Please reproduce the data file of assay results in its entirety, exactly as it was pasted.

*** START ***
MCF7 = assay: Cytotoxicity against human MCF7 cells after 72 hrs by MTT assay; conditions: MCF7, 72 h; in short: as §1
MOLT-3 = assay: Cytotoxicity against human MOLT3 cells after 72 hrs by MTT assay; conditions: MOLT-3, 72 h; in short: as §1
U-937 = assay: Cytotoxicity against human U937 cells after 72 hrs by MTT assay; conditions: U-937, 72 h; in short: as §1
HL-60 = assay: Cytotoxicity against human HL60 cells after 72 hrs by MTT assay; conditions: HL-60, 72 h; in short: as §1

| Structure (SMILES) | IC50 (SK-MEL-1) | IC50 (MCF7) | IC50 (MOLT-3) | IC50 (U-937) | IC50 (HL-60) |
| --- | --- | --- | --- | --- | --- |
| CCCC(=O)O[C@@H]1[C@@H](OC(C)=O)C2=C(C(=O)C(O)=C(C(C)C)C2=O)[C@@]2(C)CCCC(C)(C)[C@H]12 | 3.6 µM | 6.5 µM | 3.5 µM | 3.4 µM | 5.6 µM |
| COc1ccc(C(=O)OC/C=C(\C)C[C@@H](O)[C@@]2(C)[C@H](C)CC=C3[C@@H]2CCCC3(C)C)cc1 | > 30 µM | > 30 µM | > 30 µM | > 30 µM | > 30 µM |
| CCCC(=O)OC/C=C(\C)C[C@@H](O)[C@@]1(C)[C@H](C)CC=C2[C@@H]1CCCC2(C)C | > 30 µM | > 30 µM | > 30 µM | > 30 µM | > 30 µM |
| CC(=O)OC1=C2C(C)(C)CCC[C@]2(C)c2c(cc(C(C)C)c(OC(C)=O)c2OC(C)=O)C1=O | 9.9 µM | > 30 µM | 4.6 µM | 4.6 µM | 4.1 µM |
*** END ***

MCF7 = assay: Cytotoxicity against human MCF7 cells after 72 hrs by MTT assay; conditions: MCF7, 72 h; in short: as §1
MOLT-3 = assay: Cytotoxicity against human MOLT3 cells after 72 hrs by MTT assay; conditions: MOLT-3, 72 h; in short: as §1
U-937 = assay: Cytotoxicity against human U937 cells after 72 hrs by MTT assay; conditions: U-937, 72 h; in short: as §1
HL-60 = assay: Cytotoxicity against human HL60 cells after 72 hrs by MTT assay; conditions: HL-60, 72 h; in short: as §1

| Structure (SMILES) | IC50 (SK-MEL-1) | IC50 (MCF7) | IC50 (MOLT-3) | IC50 (U-937) | IC50 (HL-60) |
| --- | --- | --- | --- | --- | --- |
| CCCC(=O)O[C@@H]1[C@@H](OC(C)=O)C2=C(C(=O)C(O)=C(C(C)C)C2=O)[C@@]2(C)CCCC(C)(C)[C@H]12 | 3.6 µM | 6.5 µM | 3.5 µM | 3.4 µM | 5.6 µM |
| COc1ccc(C(=O)OC/C=C(\C)C[C@@H](O)[C@@]2(C)[C@H](C)CC=C3[C@@H]2CCCC3(C)C)cc1 | > 30 µM | > 30 µM | > 30 µM | > 30 µM | > 30 µM |
| CCCC(=O)OC/C=C(\C)C[C@@H](O)[C@@]1(C)[C@H](C)CC=C2[C@@H]1CCCC2(C)C | > 30 µM | > 30 µM | > 30 µM | > 30 µM | > 30 µM |
| CC(=O)OC1=C2C(C)(C)CCC[C@]2(C)c2c(cc(C(C)C)c(OC(C)=O)c2OC(C)=O)C1=O | 9.9 µM | > 30 µM | 4.6 µM | 4.6 µM | 4.1 µM |